Senior Catherine Brown Serves Up her Best On and Off the Court
It is difficult to find an open spot on Senior Catherine “Catie” Brown’s calendar. The University of Minnesota Crookston animal science major is finishing her final semester classes, engaged in undergraduate research, leading the tennis team as its captain, and to top it off, applying to veterinary medicine programs.
Brown came to campus from Powell Butte, Oregon, to pursue a degree that would lead her to veterinary school and the opportunity to play tennis only enhanced her choice of Crookston.
The dream of becoming a veterinarian started early in life. “My mom is a veterinarian,” Brown says. “I would ride along on calls and often was asked if I was going to be a veterinarian like her. I answered ‘yes’ as you might expect, but over time, the idea stuck.”
Her childhood was filled with unique opportunities to care for a wide variety of animals under her mother’s care. Perhaps one of the most memorable for Brown was a kitten who had been picked up by a hawk and dropped. “We took her home and cared for her,” Brown recalls. “She had stitches up her leg and across her body so we aptly named her “Frankie,” short for Frankenstein, because of all those stitches.” Frankie became a healthy, playful cat and remains a family favorite.
If she has had an “ah-ha” moment in her college career, it came in applied chemical principles class when so much of what she learned applied directly to life. “I started to think about chemistry differently, and while my lab partner and I talked about it lightheartedly at the time, we realized that ‘chemistry really is life,’” she says with a smile.
Being a part of research under the guidance of Assistant Professor Tim Dudley adds another aspect to Brown’s already stellar undergraduate studies. “I have been working with Dr. Dudley since last fall on computational chemistry as well as in the laboratory where we are looking for specific compounds and analyzing techniques,” she says.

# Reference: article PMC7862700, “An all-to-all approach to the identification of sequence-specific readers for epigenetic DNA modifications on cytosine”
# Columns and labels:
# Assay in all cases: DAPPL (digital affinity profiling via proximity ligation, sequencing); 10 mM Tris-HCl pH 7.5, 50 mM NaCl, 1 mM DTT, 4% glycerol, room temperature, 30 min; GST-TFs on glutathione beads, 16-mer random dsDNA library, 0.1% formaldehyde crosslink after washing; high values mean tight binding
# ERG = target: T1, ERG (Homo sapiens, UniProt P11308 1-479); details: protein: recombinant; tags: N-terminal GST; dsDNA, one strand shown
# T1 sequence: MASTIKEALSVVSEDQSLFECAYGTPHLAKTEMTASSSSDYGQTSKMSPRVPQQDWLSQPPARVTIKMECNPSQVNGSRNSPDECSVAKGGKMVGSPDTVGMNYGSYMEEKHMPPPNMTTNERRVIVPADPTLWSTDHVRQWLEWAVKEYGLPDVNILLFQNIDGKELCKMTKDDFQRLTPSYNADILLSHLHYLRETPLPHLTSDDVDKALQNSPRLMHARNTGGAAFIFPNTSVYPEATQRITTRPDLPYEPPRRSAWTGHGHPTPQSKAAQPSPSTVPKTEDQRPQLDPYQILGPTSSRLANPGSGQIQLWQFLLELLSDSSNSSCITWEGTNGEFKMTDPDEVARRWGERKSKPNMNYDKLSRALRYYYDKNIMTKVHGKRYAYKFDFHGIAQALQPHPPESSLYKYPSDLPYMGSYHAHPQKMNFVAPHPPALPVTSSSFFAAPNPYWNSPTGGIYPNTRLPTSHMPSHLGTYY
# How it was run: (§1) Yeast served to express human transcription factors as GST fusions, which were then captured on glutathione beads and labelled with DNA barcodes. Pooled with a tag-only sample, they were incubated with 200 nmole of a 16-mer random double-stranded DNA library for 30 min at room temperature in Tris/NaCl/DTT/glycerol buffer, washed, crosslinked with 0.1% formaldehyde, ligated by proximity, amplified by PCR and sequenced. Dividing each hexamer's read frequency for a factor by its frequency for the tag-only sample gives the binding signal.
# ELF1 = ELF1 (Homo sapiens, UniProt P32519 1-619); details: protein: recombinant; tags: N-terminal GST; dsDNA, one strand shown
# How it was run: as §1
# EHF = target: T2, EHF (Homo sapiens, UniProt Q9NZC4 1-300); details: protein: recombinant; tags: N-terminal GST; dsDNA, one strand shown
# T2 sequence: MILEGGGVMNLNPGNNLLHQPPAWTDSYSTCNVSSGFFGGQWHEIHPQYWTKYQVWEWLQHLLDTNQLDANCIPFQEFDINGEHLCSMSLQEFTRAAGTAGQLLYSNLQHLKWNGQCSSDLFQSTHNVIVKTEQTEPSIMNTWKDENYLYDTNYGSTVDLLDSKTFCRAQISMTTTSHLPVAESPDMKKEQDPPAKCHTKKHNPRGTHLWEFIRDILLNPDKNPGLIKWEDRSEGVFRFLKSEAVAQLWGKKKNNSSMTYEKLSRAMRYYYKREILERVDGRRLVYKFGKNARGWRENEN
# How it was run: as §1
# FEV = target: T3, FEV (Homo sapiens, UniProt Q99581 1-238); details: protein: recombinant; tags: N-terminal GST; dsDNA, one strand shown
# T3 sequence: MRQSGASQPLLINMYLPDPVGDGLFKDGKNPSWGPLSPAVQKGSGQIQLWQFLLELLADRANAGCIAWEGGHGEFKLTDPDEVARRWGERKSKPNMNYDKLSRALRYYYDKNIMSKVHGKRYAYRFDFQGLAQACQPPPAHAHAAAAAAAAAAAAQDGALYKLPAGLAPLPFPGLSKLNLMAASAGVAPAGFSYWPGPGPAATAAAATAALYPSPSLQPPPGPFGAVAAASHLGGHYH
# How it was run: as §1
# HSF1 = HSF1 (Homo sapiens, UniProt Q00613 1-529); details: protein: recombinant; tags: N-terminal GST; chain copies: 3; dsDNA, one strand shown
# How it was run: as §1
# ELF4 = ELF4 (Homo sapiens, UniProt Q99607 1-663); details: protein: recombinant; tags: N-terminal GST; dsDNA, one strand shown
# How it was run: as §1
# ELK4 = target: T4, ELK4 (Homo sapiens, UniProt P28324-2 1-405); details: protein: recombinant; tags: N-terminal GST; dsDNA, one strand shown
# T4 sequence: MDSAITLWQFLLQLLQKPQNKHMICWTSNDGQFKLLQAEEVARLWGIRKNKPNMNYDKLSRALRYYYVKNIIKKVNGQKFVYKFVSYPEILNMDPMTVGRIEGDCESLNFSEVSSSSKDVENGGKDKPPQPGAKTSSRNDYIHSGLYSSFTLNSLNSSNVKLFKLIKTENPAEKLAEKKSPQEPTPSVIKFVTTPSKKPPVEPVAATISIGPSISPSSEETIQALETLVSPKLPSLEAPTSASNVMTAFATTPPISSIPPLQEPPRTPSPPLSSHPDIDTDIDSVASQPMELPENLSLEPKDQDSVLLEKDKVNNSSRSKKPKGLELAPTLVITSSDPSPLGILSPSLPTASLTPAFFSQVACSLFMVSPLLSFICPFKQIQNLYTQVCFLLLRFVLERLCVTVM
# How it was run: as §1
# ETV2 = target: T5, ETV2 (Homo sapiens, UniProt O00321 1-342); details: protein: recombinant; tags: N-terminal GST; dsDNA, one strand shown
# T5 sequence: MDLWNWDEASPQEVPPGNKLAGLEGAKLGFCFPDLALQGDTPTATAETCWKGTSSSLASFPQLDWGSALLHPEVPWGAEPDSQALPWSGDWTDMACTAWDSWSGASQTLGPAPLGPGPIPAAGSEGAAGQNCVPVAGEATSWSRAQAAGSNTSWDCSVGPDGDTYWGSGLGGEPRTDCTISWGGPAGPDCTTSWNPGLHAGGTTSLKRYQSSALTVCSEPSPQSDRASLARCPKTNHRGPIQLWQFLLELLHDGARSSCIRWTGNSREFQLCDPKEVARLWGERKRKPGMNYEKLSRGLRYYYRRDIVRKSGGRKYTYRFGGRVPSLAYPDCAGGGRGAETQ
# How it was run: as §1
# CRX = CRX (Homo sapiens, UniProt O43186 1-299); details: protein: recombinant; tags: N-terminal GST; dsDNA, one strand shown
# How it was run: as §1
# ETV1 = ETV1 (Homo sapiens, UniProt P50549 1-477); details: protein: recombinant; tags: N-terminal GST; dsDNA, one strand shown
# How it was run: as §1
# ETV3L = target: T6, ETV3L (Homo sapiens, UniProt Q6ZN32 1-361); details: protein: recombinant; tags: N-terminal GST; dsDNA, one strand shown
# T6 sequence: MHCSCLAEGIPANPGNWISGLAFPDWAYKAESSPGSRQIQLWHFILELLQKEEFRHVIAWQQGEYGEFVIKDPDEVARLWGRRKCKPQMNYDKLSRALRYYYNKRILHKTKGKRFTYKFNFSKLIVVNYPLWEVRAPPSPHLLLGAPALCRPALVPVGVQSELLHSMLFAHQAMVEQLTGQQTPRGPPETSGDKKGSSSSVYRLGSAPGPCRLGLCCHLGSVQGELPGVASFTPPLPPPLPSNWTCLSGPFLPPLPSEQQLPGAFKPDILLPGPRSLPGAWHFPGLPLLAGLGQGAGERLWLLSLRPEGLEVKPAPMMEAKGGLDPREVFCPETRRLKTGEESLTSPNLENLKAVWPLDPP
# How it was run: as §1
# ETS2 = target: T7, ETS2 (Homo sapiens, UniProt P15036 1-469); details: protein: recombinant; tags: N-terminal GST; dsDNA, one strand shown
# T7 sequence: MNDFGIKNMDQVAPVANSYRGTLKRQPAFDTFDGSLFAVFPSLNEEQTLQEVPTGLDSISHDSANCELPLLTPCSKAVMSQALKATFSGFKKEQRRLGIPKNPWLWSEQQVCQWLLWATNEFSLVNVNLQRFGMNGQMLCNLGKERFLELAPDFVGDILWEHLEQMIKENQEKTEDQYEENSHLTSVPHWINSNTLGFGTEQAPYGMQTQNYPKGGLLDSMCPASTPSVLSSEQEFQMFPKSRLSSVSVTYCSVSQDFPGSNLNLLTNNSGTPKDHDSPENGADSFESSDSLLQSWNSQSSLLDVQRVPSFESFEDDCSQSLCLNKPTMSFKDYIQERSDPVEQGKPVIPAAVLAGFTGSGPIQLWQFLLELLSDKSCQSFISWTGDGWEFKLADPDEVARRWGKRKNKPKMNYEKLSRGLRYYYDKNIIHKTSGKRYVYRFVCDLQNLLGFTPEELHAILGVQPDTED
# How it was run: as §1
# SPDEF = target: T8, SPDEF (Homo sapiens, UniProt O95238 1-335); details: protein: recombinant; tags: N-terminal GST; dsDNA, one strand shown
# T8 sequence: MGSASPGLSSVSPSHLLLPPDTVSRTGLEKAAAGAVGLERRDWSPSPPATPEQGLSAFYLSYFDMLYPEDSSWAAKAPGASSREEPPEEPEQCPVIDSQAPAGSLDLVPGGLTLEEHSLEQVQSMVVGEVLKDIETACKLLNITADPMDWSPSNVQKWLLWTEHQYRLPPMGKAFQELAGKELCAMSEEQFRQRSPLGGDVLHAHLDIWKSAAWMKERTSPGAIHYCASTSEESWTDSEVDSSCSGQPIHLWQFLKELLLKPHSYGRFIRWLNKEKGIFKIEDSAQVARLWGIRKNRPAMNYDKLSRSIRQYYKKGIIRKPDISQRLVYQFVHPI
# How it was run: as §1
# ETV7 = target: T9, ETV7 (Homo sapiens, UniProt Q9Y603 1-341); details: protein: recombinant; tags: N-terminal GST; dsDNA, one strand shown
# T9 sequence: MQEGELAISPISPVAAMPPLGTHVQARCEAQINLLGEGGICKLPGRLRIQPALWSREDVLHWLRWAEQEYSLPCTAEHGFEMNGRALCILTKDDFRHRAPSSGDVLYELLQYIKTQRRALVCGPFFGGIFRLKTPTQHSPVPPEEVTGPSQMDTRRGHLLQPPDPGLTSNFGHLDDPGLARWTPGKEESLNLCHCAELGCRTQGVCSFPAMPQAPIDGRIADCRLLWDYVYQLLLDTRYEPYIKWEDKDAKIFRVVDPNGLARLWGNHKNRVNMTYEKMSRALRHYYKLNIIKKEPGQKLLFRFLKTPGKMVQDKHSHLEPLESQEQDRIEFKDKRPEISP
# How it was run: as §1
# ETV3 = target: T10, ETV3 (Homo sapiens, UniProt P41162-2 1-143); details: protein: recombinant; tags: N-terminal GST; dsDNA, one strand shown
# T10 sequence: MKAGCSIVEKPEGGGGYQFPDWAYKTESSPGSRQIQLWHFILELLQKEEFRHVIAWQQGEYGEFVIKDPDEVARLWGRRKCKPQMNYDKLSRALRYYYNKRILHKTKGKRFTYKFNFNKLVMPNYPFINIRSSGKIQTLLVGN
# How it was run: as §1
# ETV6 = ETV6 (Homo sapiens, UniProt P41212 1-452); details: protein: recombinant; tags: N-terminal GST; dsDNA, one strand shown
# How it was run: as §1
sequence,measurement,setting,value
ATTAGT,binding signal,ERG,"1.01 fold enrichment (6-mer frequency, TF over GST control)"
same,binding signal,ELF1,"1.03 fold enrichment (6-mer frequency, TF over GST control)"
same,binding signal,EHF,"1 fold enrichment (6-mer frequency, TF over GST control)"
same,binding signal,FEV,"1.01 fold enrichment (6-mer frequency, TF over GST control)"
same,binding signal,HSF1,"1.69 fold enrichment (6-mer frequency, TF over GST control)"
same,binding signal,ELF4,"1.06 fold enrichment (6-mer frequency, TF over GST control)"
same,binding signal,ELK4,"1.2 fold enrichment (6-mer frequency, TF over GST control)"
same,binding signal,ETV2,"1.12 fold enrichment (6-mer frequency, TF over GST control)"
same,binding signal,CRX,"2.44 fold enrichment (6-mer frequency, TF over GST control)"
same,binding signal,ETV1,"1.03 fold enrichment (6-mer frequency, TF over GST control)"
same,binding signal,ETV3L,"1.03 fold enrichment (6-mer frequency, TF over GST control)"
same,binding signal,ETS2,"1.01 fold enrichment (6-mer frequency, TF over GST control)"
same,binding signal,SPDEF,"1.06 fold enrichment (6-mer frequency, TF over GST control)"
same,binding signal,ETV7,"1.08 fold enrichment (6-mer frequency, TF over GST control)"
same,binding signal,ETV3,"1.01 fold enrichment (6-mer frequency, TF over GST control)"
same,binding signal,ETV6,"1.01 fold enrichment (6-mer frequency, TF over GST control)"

Adding to her professional experience, Brown’s internship experience took her to a holistic alternative veterinary clinic, an equine veterinary clinic, and even a stint at the clinic where her mother is a partner and they treat animals large and small.
Like her passion for animals, Brown’s love for tennis also started early. “I started playing tennis in early elementary school and by junior high I was playing competitively,” she says. “My father and brother enjoy tennis so we play a lot when I am at home too.” That extra play helped lead Brown to a victory over her friend and rival at Bemidji State University this spring.
Brown, who seems never to be idle, has worked in the campus bookstore for three years, tutors students in biological chemistry and organic chemistry. Personally, her favorite classes have been organic chemistry and animal nutrition. Altogether, the senior has a lot going on and one might expect she would be a bit stressed especially during finals.
“I actually stress-read,” Brown says. “I study hard and then I take reading breaks.” The avid reader enjoys everything from historical fiction to fantasy as a way of escaping stress.
Following graduation, Brown is off to France spending time first with students in animal science led by Professor Harouna Maiga and Terrill Bradford, and then, spending time with her roommate backpacking across Switzerland, Germany, Greece, and Sweden.
It will be a trip to remember for Brown and a chance perhaps to catch her breath before her education begins again.
The University of Minnesota Crookston now delivers 34 bachelor's degree programs, 22 minors, and 39 areas of emphasis on campus as well as 14 degree programs entirely online. These degrees are offered in the areas of agriculture and natural resources; business; liberal arts and education; and math, science and technology. With an enrollment of 1,800 undergraduates from more than 20 countries and 40 states, the Crookston campus offers a supportive, close-knit atmosphere that leads to a prestigious University of Minnesota degree. "Small Campus. Big Degree." To learn more, visit www.umcrookston.edu.
In the photos are Catherine Brown with Assistant Professor Tim Dudley in the lab where Brown is working to synthesize N-alkyl diamine.